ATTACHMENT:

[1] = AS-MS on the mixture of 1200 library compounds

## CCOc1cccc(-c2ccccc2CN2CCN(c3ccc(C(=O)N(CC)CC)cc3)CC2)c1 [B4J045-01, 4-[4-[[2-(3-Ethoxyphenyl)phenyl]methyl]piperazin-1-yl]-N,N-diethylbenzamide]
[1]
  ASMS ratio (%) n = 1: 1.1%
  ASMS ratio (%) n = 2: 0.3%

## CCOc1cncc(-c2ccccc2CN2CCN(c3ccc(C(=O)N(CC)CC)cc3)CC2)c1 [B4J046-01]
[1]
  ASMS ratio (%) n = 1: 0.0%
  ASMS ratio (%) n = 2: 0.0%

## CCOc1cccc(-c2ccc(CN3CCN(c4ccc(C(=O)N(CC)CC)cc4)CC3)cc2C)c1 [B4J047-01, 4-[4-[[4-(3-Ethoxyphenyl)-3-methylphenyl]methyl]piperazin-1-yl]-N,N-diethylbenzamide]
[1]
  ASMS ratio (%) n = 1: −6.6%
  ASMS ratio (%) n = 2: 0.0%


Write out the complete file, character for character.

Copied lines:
[1] = AS-MS on the mixture of 1200 library compounds

## CCOc1cccc(-c2ccccc2CN2CCN(c3ccc(C(=O)N(CC)CC)cc3)CC2)c1 [B4J045-01, 4-[4-[[2-(3-Ethoxyphenyl)phenyl]methyl]piperazin-1-yl]-N,N-diethylbenzamide]
[1]
  ASMS ratio (%) n = 1: 1.1%
  ASMS ratio (%) n = 2: 0.3%

## CCOc1cncc(-c2ccccc2CN2CCN(c3ccc(C(=O)N(CC)CC)cc3)CC2)c1 [B4J046-01]
[1]
  ASMS ratio (%) n = 1: 0.0%
  ASMS ratio (%) n = 2: 0.0%

## CCOc1cccc(-c2ccc(CN3CCN(c4ccc(C(=O)N(CC)CC)cc4)CC3)cc2C)c1 [B4J047-01, 4-[4-[[4-(3-Ethoxyphenyl)-3-methylphenyl]methyl]piperazin-1-yl]-N,N-diethylbenzamide]
[1]
  ASMS ratio (%) n = 1: −6.6%
  ASMS ratio (%) n = 2: 0.0%